The 24 Hours Museum is currently celebrating the anniversary of the 1967 Formula One Grand Prix, the only one to have taken place in Le Mans, on the Bugatti track. In this fourth part of a series of articles to accompany the exhibition we salute some of the drivers who raced that Grand Prix and also took part in the 24 Hours of Le Mans.
Mike Hawthorn (1929-1959), British style and Italian flair - The Briton first contested the Le Mans 24 Hours in 1953 with Jaguar. He was part of their winning team in 1955 and finished sixth in 1956. In 1958, he became the first British driver to win the Formula One world championship, with Ferrari, having won three Grand Prix with the Italian manufacturer. Hawthorn was easy to spot at the wheel. He always sported a bow tie! The world championship was the pinnacle of his career and he retired immediately afterwards, only to his lose his life in a car accident a few months later, on 22 January 1959.
Jochen Rindt (1942-1970), triumph and tragedy - In 1965, having made a spectacular recovery following technicial hitches early in the race, Rindt and Masten Gregory took Ferrari’s last outright win to date at the 24 Hours of Le Mans. After two more attempts with Ford and Porsche in 1966 and 1967, Rindt triumphed in Formula One for the first time in 1969. He went on to dominate Formula One the following year, swiping no less than five victories, but was killed in an accident at the Italian Grand Prix. His lead in the championship was such that he won the trophy posthumously.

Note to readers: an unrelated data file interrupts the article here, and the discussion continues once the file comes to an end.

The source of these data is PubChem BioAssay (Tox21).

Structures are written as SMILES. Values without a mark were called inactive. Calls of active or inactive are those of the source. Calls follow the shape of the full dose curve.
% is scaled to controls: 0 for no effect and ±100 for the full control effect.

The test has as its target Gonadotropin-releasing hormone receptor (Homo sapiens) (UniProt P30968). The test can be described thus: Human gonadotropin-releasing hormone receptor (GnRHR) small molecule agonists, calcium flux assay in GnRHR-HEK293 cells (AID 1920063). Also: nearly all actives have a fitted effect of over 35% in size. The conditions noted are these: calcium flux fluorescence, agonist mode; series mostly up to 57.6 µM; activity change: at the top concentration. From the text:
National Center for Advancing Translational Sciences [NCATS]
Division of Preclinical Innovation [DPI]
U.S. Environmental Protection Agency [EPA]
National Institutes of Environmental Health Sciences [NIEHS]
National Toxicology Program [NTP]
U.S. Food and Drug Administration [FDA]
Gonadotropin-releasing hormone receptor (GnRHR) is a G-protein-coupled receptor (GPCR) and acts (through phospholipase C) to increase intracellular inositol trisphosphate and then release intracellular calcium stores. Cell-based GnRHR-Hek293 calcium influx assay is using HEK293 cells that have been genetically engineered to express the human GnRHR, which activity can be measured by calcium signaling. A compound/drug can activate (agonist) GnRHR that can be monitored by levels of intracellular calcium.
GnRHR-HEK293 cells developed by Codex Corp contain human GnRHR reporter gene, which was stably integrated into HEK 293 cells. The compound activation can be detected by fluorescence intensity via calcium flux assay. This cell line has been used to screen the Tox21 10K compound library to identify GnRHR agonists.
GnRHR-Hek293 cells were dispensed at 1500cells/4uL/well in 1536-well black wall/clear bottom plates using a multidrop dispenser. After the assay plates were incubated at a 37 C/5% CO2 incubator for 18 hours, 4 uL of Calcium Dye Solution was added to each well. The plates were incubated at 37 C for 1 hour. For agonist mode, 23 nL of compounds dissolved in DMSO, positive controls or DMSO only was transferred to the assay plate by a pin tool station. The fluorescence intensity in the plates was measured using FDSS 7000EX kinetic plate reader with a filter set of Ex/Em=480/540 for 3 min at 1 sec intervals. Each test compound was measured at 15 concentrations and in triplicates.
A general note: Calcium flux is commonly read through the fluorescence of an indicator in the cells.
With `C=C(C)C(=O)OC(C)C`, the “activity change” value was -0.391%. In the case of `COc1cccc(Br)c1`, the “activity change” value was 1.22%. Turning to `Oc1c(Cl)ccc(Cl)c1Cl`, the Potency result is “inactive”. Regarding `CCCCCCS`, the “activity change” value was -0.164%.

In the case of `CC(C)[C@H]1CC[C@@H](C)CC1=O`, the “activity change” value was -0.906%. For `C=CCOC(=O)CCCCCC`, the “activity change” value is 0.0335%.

Jacky Ickx, Ferrari and the 24 Hours - In the mid sixties, Enzo Ferrari snapped up young prodigy Jacky Ickx. In 1968, the Belgian claimed his first Grand Prix win with the Italian marque at Rouen-les-Essarts. The following year he triumphed at Le Mans 24 Hours with the Ford GT40. Although Ickx only raced for Ferrari once at Le Mans, in 1970 (DNF), his records in the French endurance marathon and in Formula One are astonishingly similar. He won six Le Mans and eight Grands Prix, six with Ferrari.
Didier Pironi (1952-1987), from Renault to Ferrari - Winner of the 1978 24 Hours of Le Mans with Renault-Alpine teamed with Jean-Pierre Jaussaud, Didier Pironi won his first Grand Prix with Ligier in 1980, before transferring to Ferrari. With two victories under his belt, he was cruising towards a world championship title when a terrible accident during the rain-drenched practice sessions for the German Grand Prix put an end to his Formula One career. Having turned to offshore powerboat racing, Pironi was killed in an accident off the Isle of Wight on 23 August 1987.
Michele Alboreto (1956-2001) - Michele Alboreto is the last driver to date to have won a Grand Prix and the the 24 Hours of Le Mans, a feat he achieved in 1997. He drove for the Ferrari Formula One team from 1984 to 1988 and played a part in three of the team’s five victories over that period. His Le Mans record falls neatly into two distinct chapters. From 1981 to 1983 he drove a Lancia. Alboreto returned to Le Mans in 1996, racing for Reinhold Joest. The following year he won the race, alongside Stefan Johansson and Tom Kristensen. He played a part in the early Audi era, with a fourth place in 1999 and third in 2000. However, he never won the 24 Hours of Le Mans with the German marque. A month after his last international win at the 12 Hours of Sebring, Alboreto was killed during a private test session at the German circuit of Lauzitsring.
The story of the sixteen drivers who won both Le Mans 24 Hours and a Formula One Grand Prix continues. Read the following instalments to find out more.
If you missed the beginning of the series, catch up here:
Photo (Copyright ACO Archives): Italian driver Michele Alboreto is the last to have won both Le Mans and a Grand Prix (1997) and also the last Italian to date to have won a Formula One race with Ferrari - the 1985 German Grand Prix.